The effectiveness of interventions to increase influenza vaccination uptake in people aged 60 years and older varies by country and participant characteristics. This review updates versions published in 2010 and 2014.
To assess access, provider, system, and societal interventions to increase the uptake of influenza vaccination in people aged 60 years and older in the community.
We searched CENTRAL, which includes the Cochrane Acute Respiratory Infections Group's Specialised Register, MEDLINE, Embase, CINAHL, and ERIC for this update, as well as WHO ICTRP and ClinicalTrials.gov for ongoing studies to 7 December 2017. We also searched the reference lists of included studies.
Randomised controlled trials (RCTs) and cluster-randomised trials of interventions to increase influenza vaccination in people aged 60 years or older in the community.
We used standard methodological procedures as specified by Cochrane.
We included three new RCTs for this update (total 61 RCTs; 1,055,337 participants). Trials involved people aged 60 years and older living in the community in high-income countries. Heterogeneity limited some meta-analyses. We assessed studies as at low risk of bias for randomisation (38%), allocation concealment (11%), blinding (44%), and selective reporting (100%). Half (51%) had missing data. We assessed the evidence as low-quality. We identified three levels of intervention intensity: low (e.g. postcards), medium (e.g. personalised phone calls), and high (e.g. home visits, facilitators).Increasing community demand (12 strategies, 41 trials, 53 study arms, 767,460 participants)One successful intervention that could be meta-analysed was client reminders or recalls by letter plus leaflet or postcard compared to reminder (odds ratio (OR) 1.11, 95% confidence interval (CI) 1.07 to 1.15; 3 studies; 64,200 participants). Successful interventions tested by single studies were patient outreach by retired teachers (OR 3.33, 95% CI 1.79 to 6.22); invitations by clinic receptionists (OR 2.72, 95% CI 1.55 to 4.76); nurses or pharmacists educating and nurses vaccinating patients (OR 152.95, 95% CI 9.39 to 2490.67); medical students counselling patients (OR 1.62, 95% CI 1.11 to 2.35); and multiple recall questionnaires (OR 1.13, 95% CI 1.03 to 1.24).Some interventions could not be meta-analysed due to significant heterogeneity: 17 studies tested simple reminders (11 with 95% CI entirely above unity); 16 tested personalised reminders (12 with 95% CI entirely above unity); two investigated customised compared to form letters (both 95% CI above unity); and four studies examined the impact of health risk appraisals (all had 95% CI above unity). One study of a lottery for free groceries was not effective.Enhancing vaccination access (6 strategies, 8 trials, 10 arms, 9353 participants)We meta-analysed results from two studies of home visits (OR 1.30, 95% CI 1.05 to 1.61) and two studies that tested free vaccine compared to patient payment for vaccine (OR 2.36, 95% CI 1.98 to 2.82). We were unable to conduct meta-analyses of two studies of home visits by nurses plus a physician care plan (both with 95% CI above unity) and two studies of free vaccine compared to no intervention (both with 95% CI above unity). One study of group visits (OR 27.2, 95% CI 1.60 to 463.3) was effective, and one study of home visits compared to safety interventions was not.Provider- or system-based interventions (11 strategies, 15 trials, 17 arms, 278,524 participants)One successful intervention that could be meta-analysed focused on payments to physicians (OR 2.22, 95% CI 1.77 to 2.77). Successful interventions tested by individual studies were: reminding physicians to vaccinate all patients (OR 2.47, 95% CI 1.53 to 3.99); posters in clinics presenting vaccination rates and encouraging competition between doctors (OR 2.03, 95% CI 1.86 to 2.22); and chart reviews and benchmarking to the rates achieved by the top 10% of physicians (OR 3.43, 95% CI 2.37 to 4.97).We were unable to meta-analyse four studies that looked at physician reminders (three studies with 95% CI above unity) and three studies of facilitator encouragement of vaccination (two studies with 95% CI above unity). Interventions that were not effective were: comparing letters on discharge from hospital to letters to general practitioners; posters plus postcards versus posters alone; educational reminders, academic detailing, and peer comparisons compared to mailed educational materials; educational outreach plus feedback to teams versus written feedback; and an intervention to increase staff vaccination rates.Interventions at the societal levelNo studies reported on societal-level interventions.Study funding sourcesStudies were funded by government health organisations (n = 33), foundations (n = 9), organisations that provided healthcare services in the studies (n = 3), and a pharmaceutical company offering free vaccines (n = 1). Fifteen studies did not report study funding sources.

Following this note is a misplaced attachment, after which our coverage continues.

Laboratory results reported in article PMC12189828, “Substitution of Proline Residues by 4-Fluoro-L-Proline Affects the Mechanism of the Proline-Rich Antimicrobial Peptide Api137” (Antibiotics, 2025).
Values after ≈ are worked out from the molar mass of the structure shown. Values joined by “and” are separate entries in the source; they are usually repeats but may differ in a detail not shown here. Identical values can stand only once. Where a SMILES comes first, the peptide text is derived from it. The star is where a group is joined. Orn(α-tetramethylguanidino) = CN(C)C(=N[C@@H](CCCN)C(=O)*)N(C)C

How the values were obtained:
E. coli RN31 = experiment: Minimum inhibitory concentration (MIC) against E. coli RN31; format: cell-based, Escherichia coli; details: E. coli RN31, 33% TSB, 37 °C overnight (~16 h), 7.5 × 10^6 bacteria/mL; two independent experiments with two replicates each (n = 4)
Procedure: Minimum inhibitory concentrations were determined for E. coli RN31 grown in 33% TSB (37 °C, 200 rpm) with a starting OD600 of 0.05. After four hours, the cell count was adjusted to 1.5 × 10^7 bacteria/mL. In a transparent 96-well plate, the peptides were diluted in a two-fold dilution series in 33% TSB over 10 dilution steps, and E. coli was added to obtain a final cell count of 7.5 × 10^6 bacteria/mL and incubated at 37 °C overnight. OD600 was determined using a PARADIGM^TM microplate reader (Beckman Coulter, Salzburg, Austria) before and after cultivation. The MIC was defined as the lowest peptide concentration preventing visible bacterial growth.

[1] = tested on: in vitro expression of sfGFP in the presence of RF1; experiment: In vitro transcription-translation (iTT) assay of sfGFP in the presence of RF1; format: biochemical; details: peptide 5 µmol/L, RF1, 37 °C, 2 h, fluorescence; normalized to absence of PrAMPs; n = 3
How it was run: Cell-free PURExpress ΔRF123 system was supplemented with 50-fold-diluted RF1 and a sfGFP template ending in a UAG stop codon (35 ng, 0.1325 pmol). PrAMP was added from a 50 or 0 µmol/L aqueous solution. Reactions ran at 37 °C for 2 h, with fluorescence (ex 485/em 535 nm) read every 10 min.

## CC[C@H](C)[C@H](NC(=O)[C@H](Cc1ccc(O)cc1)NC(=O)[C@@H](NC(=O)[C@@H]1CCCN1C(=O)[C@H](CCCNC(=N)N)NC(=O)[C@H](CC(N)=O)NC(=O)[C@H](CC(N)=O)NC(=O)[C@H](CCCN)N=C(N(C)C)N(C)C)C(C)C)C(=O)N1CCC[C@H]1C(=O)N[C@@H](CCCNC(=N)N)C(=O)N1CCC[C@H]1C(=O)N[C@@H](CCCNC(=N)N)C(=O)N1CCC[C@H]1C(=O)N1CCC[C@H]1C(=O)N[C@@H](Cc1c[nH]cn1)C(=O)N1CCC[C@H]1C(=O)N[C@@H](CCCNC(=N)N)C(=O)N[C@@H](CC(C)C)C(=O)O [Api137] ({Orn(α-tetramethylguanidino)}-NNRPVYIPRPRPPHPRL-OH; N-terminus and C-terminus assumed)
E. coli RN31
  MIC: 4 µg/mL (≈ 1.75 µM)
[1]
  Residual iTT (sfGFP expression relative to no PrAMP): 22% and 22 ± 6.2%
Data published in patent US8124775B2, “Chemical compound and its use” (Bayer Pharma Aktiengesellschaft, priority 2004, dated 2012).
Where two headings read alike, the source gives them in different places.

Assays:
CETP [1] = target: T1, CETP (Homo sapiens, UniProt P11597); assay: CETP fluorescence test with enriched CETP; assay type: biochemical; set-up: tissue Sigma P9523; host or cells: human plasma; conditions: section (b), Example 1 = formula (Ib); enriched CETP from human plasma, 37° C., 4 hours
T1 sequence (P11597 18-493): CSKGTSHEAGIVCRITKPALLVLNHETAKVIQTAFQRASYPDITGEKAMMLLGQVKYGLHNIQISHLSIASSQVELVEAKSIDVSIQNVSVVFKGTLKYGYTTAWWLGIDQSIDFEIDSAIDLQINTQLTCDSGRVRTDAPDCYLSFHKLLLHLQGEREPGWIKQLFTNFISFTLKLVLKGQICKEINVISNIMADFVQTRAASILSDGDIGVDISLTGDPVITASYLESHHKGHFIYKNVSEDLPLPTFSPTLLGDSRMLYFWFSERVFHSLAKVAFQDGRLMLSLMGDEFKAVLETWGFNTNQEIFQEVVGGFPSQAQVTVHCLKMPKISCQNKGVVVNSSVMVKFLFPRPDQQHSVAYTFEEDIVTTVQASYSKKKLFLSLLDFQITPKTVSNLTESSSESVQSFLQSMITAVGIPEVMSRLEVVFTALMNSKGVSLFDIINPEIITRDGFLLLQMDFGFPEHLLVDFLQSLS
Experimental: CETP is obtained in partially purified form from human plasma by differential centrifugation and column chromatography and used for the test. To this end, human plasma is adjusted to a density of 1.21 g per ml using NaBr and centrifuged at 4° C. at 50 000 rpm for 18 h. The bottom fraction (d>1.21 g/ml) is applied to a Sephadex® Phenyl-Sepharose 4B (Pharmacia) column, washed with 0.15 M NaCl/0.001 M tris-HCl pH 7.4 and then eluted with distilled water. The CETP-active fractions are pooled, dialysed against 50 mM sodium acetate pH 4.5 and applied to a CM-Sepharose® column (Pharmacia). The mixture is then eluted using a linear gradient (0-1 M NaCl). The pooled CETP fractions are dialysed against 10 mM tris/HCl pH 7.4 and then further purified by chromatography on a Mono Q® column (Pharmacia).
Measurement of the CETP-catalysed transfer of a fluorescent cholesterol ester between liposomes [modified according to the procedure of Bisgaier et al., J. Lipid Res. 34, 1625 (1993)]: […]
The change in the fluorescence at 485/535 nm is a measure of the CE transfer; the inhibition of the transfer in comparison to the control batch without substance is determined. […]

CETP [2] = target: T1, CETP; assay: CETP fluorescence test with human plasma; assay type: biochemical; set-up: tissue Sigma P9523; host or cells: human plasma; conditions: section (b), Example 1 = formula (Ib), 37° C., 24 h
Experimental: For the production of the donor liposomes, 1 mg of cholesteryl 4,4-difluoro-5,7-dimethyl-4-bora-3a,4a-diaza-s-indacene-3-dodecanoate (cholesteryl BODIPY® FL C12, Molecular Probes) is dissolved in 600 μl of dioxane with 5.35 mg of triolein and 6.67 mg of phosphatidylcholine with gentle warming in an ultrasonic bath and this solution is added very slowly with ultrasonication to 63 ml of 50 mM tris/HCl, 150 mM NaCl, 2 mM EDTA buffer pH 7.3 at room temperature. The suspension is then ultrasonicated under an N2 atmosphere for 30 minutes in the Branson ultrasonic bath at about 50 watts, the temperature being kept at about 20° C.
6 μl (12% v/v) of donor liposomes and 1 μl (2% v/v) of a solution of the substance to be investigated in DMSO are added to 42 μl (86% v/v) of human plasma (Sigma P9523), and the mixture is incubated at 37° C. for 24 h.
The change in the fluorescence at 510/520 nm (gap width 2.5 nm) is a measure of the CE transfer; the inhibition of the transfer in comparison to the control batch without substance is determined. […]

We identified interventions that demonstrated significant positive effects of low (postcards), medium (personalised phone calls), and high (home visits, facilitators) intensity that increase community demand for vaccination, enhance access, and improve provider/system response. The overall GRADE assessment of the evidence was moderate quality. Conclusions are unchanged from the 2014 review.